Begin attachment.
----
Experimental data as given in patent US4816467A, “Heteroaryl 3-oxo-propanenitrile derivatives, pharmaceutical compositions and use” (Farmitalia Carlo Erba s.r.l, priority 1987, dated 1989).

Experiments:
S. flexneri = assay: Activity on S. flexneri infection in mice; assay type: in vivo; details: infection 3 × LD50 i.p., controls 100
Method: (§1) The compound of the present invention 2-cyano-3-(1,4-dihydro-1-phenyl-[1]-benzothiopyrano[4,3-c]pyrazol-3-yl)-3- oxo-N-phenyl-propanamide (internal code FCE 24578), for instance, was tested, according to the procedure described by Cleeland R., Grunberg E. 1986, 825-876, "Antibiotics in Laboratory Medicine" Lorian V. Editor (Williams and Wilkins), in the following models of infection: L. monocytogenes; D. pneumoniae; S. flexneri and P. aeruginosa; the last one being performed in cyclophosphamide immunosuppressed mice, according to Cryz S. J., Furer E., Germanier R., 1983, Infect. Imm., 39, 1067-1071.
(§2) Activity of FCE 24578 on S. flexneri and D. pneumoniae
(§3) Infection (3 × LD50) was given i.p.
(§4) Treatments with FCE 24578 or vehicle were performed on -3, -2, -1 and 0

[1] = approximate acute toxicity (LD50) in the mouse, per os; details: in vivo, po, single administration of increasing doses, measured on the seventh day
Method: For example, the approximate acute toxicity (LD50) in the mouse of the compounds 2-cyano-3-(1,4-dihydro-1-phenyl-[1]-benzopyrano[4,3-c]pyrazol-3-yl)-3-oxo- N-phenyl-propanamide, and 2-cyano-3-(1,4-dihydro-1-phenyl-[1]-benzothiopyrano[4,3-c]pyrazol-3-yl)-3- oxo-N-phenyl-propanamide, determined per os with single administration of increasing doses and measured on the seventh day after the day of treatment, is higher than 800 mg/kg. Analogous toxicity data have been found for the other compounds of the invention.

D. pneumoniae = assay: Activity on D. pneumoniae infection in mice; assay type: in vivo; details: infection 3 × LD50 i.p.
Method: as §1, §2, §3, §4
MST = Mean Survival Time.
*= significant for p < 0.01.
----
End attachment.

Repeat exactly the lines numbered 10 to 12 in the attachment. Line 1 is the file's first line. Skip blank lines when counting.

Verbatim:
D. pneumoniae = assay: Activity on D. pneumoniae infection in mice; assay type: in vivo; details: infection 3 × LD50 i.p.
Method: as §1, §2, §3, §4
MST = Mean Survival Time.